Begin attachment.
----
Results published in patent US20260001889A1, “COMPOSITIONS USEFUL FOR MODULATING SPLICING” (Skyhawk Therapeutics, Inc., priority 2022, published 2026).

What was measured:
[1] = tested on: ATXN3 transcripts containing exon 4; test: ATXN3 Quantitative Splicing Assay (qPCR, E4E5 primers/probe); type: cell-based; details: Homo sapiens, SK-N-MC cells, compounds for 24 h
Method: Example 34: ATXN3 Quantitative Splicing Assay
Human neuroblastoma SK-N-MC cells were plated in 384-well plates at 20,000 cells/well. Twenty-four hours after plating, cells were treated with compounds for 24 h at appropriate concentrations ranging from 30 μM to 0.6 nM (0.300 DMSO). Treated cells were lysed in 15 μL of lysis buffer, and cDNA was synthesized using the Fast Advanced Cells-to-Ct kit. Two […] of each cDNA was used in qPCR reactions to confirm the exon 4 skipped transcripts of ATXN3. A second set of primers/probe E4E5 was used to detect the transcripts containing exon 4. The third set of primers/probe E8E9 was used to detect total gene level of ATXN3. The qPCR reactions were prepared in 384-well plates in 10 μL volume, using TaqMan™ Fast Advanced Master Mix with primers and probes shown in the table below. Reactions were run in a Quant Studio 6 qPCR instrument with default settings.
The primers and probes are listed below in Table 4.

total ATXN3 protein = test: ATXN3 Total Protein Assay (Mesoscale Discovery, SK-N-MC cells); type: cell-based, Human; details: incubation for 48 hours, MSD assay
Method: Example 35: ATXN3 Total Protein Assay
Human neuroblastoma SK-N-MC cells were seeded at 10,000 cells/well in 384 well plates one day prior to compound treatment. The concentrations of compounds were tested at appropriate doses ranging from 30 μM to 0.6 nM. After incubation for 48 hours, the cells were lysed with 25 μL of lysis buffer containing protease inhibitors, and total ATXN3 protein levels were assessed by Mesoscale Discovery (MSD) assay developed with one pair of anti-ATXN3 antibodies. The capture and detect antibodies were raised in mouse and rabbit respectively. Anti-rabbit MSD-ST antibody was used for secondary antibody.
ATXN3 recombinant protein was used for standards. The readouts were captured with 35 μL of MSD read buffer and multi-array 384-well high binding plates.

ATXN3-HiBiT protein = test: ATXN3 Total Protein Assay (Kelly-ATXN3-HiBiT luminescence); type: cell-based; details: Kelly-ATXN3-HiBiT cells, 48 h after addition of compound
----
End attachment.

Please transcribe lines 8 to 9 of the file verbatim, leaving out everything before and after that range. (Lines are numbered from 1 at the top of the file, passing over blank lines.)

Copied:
Method: Example 35: ATXN3 Total Protein Assay
Human neuroblastoma SK-N-MC cells were seeded at 10,000 cells/well in 384 well plates one day prior to compound treatment. The concentrations of compounds were tested at appropriate doses ranging from 30 μM to 0.6 nM. After incubation for 48 hours, the cells were lysed with 25 μL of lysis buffer containing protease inhibitors, and total ATXN3 protein levels were assessed by Mesoscale Discovery (MSD) assay developed with one pair of anti-ATXN3 antibodies. The capture and detect antibodies were raised in mouse and rabbit respectively. Anti-rabbit MSD-ST antibody was used for secondary antibody.